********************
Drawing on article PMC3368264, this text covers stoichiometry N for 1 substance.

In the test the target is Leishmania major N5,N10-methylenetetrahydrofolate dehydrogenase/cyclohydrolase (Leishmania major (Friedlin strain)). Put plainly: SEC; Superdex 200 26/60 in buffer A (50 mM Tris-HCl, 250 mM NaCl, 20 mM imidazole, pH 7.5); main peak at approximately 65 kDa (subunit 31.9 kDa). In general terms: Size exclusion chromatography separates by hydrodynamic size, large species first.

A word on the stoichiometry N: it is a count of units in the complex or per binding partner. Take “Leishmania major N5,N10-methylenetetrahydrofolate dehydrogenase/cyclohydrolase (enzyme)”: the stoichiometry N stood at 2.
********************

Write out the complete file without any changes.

Drawing on article PMC3368264, this text covers stoichiometry N for 1 substance.

In the test the target is Leishmania major N5,N10-methylenetetrahydrofolate dehydrogenase/cyclohydrolase (Leishmania major (Friedlin strain)). Put plainly: SEC; Superdex 200 26/60 in buffer A (50 mM Tris-HCl, 250 mM NaCl, 20 mM imidazole, pH 7.5); main peak at approximately 65 kDa (subunit 31.9 kDa). In general terms: Size exclusion chromatography separates by hydrodynamic size, large species first.

A word on the stoichiometry N: it is a count of units in the complex or per binding partner. Take “Leishmania major N5,N10-methylenetetrahydrofolate dehydrogenase/cyclohydrolase (enzyme)”: the stoichiometry N stood at 2.